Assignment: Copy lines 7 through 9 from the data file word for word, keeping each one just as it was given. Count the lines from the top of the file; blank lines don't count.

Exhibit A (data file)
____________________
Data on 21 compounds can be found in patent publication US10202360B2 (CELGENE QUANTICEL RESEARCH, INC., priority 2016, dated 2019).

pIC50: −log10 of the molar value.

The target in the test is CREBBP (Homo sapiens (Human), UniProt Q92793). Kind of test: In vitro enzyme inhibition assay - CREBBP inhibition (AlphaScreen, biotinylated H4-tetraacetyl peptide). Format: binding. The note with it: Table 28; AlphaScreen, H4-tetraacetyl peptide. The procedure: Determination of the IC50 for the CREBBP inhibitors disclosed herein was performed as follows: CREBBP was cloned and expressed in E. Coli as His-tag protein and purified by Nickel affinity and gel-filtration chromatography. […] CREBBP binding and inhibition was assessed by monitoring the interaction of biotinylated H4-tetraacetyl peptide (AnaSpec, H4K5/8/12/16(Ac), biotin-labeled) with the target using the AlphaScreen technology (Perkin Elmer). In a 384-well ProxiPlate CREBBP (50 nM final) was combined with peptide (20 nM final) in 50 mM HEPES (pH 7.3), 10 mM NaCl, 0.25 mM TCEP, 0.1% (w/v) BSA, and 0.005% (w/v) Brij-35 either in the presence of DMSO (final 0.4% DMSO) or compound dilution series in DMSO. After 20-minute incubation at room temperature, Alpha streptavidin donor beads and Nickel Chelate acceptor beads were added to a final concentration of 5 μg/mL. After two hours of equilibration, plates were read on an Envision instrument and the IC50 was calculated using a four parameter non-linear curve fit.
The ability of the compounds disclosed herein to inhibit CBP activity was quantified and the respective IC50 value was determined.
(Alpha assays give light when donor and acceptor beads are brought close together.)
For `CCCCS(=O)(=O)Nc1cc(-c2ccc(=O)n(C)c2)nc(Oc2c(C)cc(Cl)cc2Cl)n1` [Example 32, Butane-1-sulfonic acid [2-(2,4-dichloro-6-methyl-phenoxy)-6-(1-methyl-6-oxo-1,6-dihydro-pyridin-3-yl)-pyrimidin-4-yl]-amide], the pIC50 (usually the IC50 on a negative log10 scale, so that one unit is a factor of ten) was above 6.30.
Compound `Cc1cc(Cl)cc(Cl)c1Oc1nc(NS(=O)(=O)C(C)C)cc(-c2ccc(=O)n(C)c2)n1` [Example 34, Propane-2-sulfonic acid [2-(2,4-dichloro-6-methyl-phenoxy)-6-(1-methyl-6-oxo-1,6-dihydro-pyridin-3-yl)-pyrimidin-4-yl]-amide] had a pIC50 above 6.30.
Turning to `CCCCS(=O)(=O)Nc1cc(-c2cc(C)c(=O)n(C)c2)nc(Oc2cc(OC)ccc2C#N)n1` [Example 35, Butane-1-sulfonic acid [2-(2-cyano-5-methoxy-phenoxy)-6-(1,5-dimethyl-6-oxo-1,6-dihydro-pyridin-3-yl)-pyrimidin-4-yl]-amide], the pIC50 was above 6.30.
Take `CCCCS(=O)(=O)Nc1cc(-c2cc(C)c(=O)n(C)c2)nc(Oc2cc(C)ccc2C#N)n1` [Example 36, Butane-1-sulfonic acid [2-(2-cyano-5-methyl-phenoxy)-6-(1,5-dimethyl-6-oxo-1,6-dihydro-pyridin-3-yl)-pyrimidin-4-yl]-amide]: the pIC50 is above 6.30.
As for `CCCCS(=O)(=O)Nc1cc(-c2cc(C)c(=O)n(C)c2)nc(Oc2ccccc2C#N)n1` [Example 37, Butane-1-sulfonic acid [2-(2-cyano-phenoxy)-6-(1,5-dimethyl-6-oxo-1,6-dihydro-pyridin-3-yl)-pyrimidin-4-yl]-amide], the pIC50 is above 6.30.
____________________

Compound `Cc1cc(Cl)cc(Cl)c1Oc1nc(NS(=O)(=O)C(C)C)cc(-c2ccc(=O)n(C)c2)n1` [Example 34, Propane-2-sulfonic acid [2-(2,4-dichloro-6-methyl-phenoxy)-6-(1-methyl-6-oxo-1,6-dihydro-pyridin-3-yl)-pyrimidin-4-yl]-amide] had a pIC50 above 6.30.
Turning to `CCCCS(=O)(=O)Nc1cc(-c2cc(C)c(=O)n(C)c2)nc(Oc2cc(OC)ccc2C#N)n1` [Example 35, Butane-1-sulfonic acid [2-(2-cyano-5-methoxy-phenoxy)-6-(1,5-dimethyl-6-oxo-1,6-dihydro-pyridin-3-yl)-pyrimidin-4-yl]-amide], the pIC50 was above 6.30.
Take `CCCCS(=O)(=O)Nc1cc(-c2cc(C)c(=O)n(C)c2)nc(Oc2cc(C)ccc2C#N)n1` [Example 36, Butane-1-sulfonic acid [2-(2-cyano-5-methyl-phenoxy)-6-(1,5-dimethyl-6-oxo-1,6-dihydro-pyridin-3-yl)-pyrimidin-4-yl]-amide]: the pIC50 is above 6.30.